[Viewpoint] Electric opportunitiesI have a tendency of looking at the government’s policies on industry with a jaundiced eye. The government systematically selects and promotes certain industries’ policies, and these policies were widely applied during the rapid economic growth of the 1960s and ’70s. These industry policies utilize the development-driven strategy of “pick and concentrate.”
However, times have changed. Globalization has made it difficult for excessive protection of and support for strategic industries, and the government can no longer pick a few industries to provide assistance.
One of the problems for the government its that the general public is less keen on tolerating the collusive relationship between business and politics associated with industry policies, and civil servants cannot simply pick out a few industries to sponsor anymore.
The industry policies have become memories of the development-driven era.
However, the memory was brought back recently when the government announced the Electric Automobile Industry Promotion Plan. In order to push forward the launch of commercialized electric automobiles from 2013 to 2011, the government will not spare financial and policy assistance.
In fact, the government was never completely against the industry policies. Plans to promote future growth engines and to develop promising new industries were constantly announced, and “green industry” was the latest buzzword.
However, these policies didn’t openly sponsor a certain industry, but rather set a general direction for different civilian business plans or provided partial assistance. So the citizens are quite surprised at the government’s unreserved backing for the electric automobile industry.
However, as far as the electric automobile industry is concerned, I am not prejudiced against this government-driven promotion policy. In fact, I hope the government will promote it even further.
Here, I want to make clear that I have no affiliation with the electric automobile industry. The electric automobile is the growth engine that the Korean economy has been seeking so desperately, and time is pressing for the industry to fully develop.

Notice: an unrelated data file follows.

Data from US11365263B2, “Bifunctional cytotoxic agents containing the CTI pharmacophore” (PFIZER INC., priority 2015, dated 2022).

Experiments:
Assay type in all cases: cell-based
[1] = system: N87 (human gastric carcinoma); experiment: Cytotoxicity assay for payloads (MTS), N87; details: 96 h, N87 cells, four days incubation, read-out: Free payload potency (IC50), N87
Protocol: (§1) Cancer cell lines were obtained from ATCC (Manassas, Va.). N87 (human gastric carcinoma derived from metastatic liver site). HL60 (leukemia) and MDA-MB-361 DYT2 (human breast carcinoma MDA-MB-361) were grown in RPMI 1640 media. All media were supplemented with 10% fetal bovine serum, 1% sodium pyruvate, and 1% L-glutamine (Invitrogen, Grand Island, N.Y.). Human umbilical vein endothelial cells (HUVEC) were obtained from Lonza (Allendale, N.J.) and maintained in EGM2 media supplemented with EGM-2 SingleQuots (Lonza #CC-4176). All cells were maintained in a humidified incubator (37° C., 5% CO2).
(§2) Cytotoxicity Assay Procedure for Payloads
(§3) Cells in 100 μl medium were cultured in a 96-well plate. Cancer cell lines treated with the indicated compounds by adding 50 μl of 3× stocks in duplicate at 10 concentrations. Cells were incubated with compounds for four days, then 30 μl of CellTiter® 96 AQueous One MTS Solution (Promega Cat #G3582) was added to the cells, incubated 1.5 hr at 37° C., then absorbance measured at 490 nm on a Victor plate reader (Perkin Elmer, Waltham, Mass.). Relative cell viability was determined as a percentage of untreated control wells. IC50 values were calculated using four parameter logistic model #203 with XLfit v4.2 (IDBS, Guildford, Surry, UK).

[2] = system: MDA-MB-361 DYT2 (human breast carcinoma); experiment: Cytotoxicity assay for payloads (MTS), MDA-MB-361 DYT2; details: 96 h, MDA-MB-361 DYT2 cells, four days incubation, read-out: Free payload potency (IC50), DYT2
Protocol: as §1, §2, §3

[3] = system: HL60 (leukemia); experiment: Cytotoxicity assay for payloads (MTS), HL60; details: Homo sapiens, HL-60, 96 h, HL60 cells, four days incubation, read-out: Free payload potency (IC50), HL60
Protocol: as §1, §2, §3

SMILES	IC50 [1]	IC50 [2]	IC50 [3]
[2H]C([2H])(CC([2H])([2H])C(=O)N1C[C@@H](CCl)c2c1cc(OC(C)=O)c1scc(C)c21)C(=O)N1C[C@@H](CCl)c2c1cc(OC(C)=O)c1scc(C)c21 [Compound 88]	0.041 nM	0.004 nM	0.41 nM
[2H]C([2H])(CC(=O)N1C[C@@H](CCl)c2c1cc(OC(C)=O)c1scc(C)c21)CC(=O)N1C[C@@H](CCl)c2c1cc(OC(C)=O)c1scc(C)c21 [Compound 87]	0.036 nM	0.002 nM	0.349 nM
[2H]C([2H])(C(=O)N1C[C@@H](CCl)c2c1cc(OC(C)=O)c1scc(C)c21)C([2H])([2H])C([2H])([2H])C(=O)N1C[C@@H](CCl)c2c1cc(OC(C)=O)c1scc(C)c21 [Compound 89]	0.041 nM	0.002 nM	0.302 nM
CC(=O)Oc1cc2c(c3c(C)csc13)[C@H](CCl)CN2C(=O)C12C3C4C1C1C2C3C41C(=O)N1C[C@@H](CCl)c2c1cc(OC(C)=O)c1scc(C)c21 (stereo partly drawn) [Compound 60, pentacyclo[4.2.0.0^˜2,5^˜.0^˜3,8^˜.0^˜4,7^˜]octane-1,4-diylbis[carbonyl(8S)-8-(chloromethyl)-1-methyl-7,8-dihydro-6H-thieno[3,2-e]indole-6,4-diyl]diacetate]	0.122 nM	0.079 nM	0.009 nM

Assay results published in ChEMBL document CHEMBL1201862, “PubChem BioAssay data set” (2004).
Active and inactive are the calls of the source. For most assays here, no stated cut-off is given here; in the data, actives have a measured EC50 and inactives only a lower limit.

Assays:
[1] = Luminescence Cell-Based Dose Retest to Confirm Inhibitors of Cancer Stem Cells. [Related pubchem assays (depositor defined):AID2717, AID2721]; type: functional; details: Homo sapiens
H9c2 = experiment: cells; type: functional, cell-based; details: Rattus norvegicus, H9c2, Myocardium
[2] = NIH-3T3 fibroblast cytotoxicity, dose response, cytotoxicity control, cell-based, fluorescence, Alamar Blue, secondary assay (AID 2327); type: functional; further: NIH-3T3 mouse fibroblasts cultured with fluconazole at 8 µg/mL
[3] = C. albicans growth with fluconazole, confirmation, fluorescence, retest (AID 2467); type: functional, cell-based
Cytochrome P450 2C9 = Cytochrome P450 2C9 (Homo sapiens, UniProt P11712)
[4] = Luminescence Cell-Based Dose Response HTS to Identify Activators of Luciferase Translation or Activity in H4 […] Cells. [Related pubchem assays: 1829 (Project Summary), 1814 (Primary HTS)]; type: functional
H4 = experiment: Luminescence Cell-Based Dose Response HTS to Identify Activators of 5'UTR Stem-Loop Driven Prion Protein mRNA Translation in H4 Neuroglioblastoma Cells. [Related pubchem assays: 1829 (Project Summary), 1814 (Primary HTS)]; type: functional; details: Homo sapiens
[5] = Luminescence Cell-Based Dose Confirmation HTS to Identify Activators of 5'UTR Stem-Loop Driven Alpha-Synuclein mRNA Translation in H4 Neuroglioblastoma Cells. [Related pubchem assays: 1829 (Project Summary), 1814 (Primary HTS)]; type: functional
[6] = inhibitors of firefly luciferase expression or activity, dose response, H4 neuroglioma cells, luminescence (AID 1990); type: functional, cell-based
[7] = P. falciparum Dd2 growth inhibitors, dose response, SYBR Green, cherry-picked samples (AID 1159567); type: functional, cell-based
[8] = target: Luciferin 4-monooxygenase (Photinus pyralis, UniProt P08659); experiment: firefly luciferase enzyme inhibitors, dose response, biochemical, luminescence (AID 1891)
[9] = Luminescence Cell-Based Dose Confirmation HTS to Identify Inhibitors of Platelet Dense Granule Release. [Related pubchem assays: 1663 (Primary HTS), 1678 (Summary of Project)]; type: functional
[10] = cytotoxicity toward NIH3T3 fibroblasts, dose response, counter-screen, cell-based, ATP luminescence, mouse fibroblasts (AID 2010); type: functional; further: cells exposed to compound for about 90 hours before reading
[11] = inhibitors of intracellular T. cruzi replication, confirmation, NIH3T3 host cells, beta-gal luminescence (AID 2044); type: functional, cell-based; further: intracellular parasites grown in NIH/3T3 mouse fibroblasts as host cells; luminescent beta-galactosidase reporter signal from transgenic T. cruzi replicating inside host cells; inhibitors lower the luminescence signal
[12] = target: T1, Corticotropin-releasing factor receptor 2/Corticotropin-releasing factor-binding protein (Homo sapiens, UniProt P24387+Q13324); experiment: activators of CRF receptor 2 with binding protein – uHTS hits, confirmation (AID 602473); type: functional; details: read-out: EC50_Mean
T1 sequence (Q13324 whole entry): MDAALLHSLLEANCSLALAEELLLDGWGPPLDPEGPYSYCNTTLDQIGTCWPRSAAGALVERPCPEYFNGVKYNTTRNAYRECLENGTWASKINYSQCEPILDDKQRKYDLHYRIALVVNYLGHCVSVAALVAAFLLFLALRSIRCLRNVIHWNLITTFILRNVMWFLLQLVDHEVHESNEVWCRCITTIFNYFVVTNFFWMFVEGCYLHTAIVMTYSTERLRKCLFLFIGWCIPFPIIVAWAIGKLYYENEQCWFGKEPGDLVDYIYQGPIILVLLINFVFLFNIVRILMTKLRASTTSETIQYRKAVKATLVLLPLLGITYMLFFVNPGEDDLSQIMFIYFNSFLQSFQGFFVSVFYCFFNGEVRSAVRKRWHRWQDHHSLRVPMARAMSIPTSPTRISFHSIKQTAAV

The electric automobile market is likely to grow rapidly in the near future, and Korea is one of the few countries equipped with a suitable environment for development and production. As interest in environmentally friendly vehicles grows, the demand for the electric automobile will increase.
The competition to develop electric automobiles is already intense. Thirty percent of the new models shown at the Frankfurt motor show last month were electric vehicles. Mitsubishi Motors has already produced a commercialized model of a fully electric automobile, and Toyota has unveiled an electric car as well. The American “Big Three” carmakers and China’s BYD announced plans to manufacture commercialized electric cars next year and the year after.
The Japanese, American and Chinese electric car models will hit the market in 2011. So 2011 will be the showdown for the electric automobile market.
Renault-Nissan, which has put the most energy into the electric car, only presents mass-market electric car models at motor shows. Chairman Carlos Ghosn has put the fate of the company on the electric car, investing $6 billion and assigning 2,000 engineers for development. And Renault-Nissan named Renault-Samsung as the global manufacturing center for electric vehicles since Korea has the strongest battery and information technology industries, the key technology for the electric car development. The decision was based on the same reason for Korea to focus on the electric automobile.
Now the question is who can make better products at a more competitive price. The key is to establish a solid domestic base. The government’s offer includes a tax cut and exemptions for electric car development and distribution and subsidies.
The United States, Japan, China, France, Israel and Denmark have announced various industry boosters, suggesting that the competition to take over the electric car market has turned into a competition of government assistance.
There is no reason for the Korean government to step back. Instead, the government needs to get involved aggressively. Unlike industry policies of the past, the government should try to spread the benefits from nurturing the electric car industry to the domestic consumers and industries in general as well as certain companies.
The writer is an editorial writer of the JoongAng Ilbo. Translation by the JoongAng Daily staff.
by Kim Jong-soo